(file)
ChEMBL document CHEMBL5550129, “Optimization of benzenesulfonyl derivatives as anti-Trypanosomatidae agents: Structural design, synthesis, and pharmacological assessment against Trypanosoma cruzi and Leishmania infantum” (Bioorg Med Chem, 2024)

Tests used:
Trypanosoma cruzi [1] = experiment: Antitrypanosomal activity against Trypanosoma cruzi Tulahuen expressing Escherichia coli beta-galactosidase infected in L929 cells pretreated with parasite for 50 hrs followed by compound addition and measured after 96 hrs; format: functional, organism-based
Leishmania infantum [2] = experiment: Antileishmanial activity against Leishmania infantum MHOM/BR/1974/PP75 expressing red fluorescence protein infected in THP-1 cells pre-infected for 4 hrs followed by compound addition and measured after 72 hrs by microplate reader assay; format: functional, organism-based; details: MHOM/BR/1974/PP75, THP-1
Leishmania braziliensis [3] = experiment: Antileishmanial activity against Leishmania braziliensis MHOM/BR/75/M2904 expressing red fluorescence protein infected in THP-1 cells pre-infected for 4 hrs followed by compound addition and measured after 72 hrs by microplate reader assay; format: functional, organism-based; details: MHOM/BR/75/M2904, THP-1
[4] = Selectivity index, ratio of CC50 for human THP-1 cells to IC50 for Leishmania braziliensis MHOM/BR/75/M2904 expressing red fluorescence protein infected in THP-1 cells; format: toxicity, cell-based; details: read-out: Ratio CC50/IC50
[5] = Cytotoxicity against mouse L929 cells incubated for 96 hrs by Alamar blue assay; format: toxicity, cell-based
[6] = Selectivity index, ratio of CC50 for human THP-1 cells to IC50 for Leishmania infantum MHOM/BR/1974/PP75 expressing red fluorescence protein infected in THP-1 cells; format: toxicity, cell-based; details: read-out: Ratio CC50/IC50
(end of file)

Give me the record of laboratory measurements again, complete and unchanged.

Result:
ChEMBL document CHEMBL5550129, “Optimization of benzenesulfonyl derivatives as anti-Trypanosomatidae agents: Structural design, synthesis, and pharmacological assessment against Trypanosoma cruzi and Leishmania infantum” (Bioorg Med Chem, 2024)

Tests used:
Trypanosoma cruzi [1] = experiment: Antitrypanosomal activity against Trypanosoma cruzi Tulahuen expressing Escherichia coli beta-galactosidase infected in L929 cells pretreated with parasite for 50 hrs followed by compound addition and measured after 96 hrs; format: functional, organism-based
Leishmania infantum [2] = experiment: Antileishmanial activity against Leishmania infantum MHOM/BR/1974/PP75 expressing red fluorescence protein infected in THP-1 cells pre-infected for 4 hrs followed by compound addition and measured after 72 hrs by microplate reader assay; format: functional, organism-based; details: MHOM/BR/1974/PP75, THP-1
Leishmania braziliensis [3] = experiment: Antileishmanial activity against Leishmania braziliensis MHOM/BR/75/M2904 expressing red fluorescence protein infected in THP-1 cells pre-infected for 4 hrs followed by compound addition and measured after 72 hrs by microplate reader assay; format: functional, organism-based; details: MHOM/BR/75/M2904, THP-1
[4] = Selectivity index, ratio of CC50 for human THP-1 cells to IC50 for Leishmania braziliensis MHOM/BR/75/M2904 expressing red fluorescence protein infected in THP-1 cells; format: toxicity, cell-based; details: read-out: Ratio CC50/IC50
[5] = Cytotoxicity against mouse L929 cells incubated for 96 hrs by Alamar blue assay; format: toxicity, cell-based
[6] = Selectivity index, ratio of CC50 for human THP-1 cells to IC50 for Leishmania infantum MHOM/BR/1974/PP75 expressing red fluorescence protein infected in THP-1 cells; format: toxicity, cell-based; details: read-out: Ratio CC50/IC50